Airlines want Verizon and AT&T to make changes to how 5G C-band is used so planes can land safely

Airlines want Verizon and AT&T to make changes to how 5G C-band is used so planes can land safely
Remember when Verizon and AT&T spent over $68 billion during an FCC auction last year of C-band licenses? These licenses covered mid-band frequencies in the range of 3.7GHz-3.98GHz giving the two carriers the ability to fight back against T-Mobile. The latter picked up 2.5GHz mid-band spectrum when it purchased Sprint for $26 billion and it was helping T-Mobile become arguably the early 5G leader in the U.S.

While mid-band signals don't travel as far as low-band signals do, they travel farther than mmWave. And while mid-band 5G signals aren't as fast as mmW, they are 10 times faster than low-band 5G. So while the odds of you finding a mmWave 5G signal running at 1Gbps is prohibitive, you are much more likely to come across a mid-band signal delivering data at 400Mbps.

Consider that Verizon's mmWave 5G signals, which do not cover much ground, are available to 2 million people. T-Mobile's low-band nationwide 5G is available to 280 million people. Mid-band offers the best of both worlds. It's like Goldilocks. This is the reason why Verizon made a change to include its C-band service under the Ultra Wideband umbrella. Verizon can now say that more of its customers are able to access Ultra Wideband service.

C-band airwaves in the 3.7GHz-3.98GHz range can interfere with altimeter readings in commercial cockpits

But Verizon and AT&T ran into a problem as some of the C-band licenses it had won at auction were found to interfere with some instruments inside the cockpits of some commercial aircraft. One such instrument is the altimeter which shows how far off the ground an airplane is. Pilots landing a plane in inclement weather often rely on this instrument to land safely. Eventually, both Verizon and AT&T agreed to limit their use of C-band spectrum near airports until 2023. T-Mobile's 2.5GHz mid-band spectrum does not interfere with aircraft.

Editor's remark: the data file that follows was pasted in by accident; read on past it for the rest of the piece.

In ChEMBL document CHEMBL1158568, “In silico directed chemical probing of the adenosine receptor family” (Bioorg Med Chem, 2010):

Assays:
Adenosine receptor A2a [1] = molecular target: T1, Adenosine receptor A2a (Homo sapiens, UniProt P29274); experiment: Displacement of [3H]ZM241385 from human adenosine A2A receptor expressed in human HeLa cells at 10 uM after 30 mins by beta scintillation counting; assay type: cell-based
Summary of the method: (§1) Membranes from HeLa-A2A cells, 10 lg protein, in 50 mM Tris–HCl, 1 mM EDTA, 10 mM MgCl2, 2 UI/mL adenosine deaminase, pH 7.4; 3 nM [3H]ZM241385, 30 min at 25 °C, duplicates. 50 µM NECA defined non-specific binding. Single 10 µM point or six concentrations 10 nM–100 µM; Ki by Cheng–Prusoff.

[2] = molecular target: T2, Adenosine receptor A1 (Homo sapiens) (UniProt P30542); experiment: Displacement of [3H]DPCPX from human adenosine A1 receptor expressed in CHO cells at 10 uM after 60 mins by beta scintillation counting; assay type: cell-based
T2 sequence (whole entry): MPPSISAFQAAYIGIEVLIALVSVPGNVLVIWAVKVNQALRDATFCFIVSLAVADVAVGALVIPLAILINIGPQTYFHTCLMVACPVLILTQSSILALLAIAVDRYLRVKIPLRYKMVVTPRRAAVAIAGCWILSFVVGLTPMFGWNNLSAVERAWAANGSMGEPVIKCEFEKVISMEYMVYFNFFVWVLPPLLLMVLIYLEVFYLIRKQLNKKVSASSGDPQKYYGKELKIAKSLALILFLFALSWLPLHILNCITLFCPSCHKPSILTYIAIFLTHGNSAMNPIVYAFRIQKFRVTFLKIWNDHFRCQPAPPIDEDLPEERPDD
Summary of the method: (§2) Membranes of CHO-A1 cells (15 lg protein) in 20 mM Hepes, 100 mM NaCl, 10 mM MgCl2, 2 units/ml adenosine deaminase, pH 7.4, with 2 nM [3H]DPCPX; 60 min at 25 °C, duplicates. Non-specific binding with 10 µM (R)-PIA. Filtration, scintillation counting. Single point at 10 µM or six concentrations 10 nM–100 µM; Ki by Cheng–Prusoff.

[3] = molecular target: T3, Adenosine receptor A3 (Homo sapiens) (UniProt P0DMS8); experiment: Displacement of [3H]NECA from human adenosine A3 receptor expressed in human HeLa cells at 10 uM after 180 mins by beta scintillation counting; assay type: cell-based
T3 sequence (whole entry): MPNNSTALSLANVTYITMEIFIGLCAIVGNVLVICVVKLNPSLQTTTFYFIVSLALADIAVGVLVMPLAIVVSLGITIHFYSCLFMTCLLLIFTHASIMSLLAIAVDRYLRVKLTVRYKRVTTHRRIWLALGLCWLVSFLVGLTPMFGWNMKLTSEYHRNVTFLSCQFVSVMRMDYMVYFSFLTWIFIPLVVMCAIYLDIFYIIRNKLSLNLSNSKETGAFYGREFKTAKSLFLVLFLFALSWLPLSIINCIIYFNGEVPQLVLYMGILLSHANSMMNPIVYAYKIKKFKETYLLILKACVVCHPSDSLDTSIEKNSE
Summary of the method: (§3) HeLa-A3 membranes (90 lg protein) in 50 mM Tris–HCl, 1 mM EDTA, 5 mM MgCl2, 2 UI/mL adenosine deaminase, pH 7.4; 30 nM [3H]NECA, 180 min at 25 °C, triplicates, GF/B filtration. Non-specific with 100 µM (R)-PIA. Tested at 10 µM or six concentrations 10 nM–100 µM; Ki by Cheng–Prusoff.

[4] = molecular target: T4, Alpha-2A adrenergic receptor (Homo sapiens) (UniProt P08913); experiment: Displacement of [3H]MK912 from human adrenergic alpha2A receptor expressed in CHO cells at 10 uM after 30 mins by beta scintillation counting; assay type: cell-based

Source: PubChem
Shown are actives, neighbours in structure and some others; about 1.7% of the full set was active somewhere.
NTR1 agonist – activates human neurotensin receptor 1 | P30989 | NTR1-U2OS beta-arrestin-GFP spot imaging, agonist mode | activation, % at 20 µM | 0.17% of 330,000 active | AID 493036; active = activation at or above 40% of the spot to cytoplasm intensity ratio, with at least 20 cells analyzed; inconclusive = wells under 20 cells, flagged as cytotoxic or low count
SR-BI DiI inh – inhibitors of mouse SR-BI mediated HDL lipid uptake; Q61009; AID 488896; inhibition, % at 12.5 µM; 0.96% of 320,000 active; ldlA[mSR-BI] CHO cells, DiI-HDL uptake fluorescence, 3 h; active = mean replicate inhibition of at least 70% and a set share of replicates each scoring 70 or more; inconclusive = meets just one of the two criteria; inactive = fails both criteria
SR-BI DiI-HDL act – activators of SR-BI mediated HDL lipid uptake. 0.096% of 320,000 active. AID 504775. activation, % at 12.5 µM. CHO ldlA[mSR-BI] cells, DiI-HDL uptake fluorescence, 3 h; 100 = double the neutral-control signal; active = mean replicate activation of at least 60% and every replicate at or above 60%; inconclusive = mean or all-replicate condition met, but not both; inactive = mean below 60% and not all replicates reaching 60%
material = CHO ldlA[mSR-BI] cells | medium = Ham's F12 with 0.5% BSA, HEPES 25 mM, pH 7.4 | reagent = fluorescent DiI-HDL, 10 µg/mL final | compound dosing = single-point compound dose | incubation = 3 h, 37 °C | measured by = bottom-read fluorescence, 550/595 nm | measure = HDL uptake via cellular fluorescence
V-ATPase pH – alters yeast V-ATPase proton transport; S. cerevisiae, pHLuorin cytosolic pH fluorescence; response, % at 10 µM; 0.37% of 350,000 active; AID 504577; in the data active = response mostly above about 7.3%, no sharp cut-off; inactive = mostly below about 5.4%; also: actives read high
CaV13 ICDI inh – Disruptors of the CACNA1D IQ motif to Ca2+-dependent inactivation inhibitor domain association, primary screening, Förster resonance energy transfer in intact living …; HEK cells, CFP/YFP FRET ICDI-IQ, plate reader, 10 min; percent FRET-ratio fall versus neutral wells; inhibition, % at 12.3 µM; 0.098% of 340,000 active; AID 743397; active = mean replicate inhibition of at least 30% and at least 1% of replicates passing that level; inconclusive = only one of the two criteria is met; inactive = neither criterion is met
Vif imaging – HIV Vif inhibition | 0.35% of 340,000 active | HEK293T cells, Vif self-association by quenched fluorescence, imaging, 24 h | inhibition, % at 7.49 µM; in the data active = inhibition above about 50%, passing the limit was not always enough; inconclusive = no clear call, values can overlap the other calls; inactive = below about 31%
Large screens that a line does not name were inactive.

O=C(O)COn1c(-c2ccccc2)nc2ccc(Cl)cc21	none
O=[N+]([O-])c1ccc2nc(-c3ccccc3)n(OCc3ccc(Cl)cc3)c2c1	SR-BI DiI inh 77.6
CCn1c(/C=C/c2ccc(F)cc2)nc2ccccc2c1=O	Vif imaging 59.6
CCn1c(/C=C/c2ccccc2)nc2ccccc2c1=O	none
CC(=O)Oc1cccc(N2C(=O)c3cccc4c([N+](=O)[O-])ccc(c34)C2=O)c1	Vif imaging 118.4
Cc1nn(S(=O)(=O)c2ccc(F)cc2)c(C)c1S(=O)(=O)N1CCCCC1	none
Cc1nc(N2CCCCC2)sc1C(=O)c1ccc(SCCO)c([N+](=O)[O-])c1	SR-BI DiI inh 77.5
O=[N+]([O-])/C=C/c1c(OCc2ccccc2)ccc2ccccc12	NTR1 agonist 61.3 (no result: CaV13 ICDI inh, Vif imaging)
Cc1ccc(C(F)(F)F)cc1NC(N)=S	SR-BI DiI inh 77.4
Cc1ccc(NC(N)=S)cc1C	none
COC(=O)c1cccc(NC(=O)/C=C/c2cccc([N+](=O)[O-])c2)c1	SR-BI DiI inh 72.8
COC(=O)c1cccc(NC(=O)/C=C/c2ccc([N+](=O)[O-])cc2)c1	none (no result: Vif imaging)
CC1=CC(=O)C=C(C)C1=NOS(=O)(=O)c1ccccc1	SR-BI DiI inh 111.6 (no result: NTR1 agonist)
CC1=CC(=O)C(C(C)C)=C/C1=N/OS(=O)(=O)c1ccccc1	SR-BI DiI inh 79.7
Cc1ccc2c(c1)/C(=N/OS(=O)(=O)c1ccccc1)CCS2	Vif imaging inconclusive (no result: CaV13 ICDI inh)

According to LightReading, the airline industry wants Verizon and AT&T to make some permanent changes such as demanding that Verizon, AT&T, and other C-band operators be banned from pointing their 5G antennas 90 degrees above the horizon. In a filing with the FCC, Airlines for America, Aerospace Industries Association, Regional Airline Association, National Air Carrier Association, and other airline companies and associations wrote that "Reasonable 5G network/equipment limits are feasible and would avoid aviation implementing costly additional mitigations that are unnecessary given 5G's operational use cases."

Verizon is deploying its C-band spectrum, which it uses for its Ultra Wideband 5G service. AT&T hasn't been using its C-band spectrum as much as Verizon has yet. And T-Mobile, which spent a mere $9.3 billion on C-band (after all, it owns plenty of 2.5GHz spectrum) also has been slow to employ it. But in T-Mobile's defense, it doesn't need the C-band spectrum as much as Verizon and AT&T do.

T-Mobile and Verizon each say that their mid-band spectrum provides better coverage

Not everyone believes that the airlines should be able to force changes to how the carriers use their C-band spectrum. Preston Padden, principal of Boulder Thinking and an official with the now-defunct C-Band Alliance, said, "The proposal by the aviation community to codify the voluntary and temporary restrictions on C-band usage graciously indulged by AT&T and Verizon is the most outrageous proposition I have seen in 50 years of following FCC matters.

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Padden, who filed with the FCC under his own name and not for an organization or company, stated that "The FCC must just say 'no'."

T-Mobile says that its 2.5GHz mid-band spectrum offers more coverage than C-band spectrum while Verizon says the opposite. Either way, it is important to understand that the C-band airwaves can interfere with commercial flight while the 2.5GHz mid-band spectrum does not. And that alone could give T-Mobile an advantage in areas near airports used by commercial airlines.

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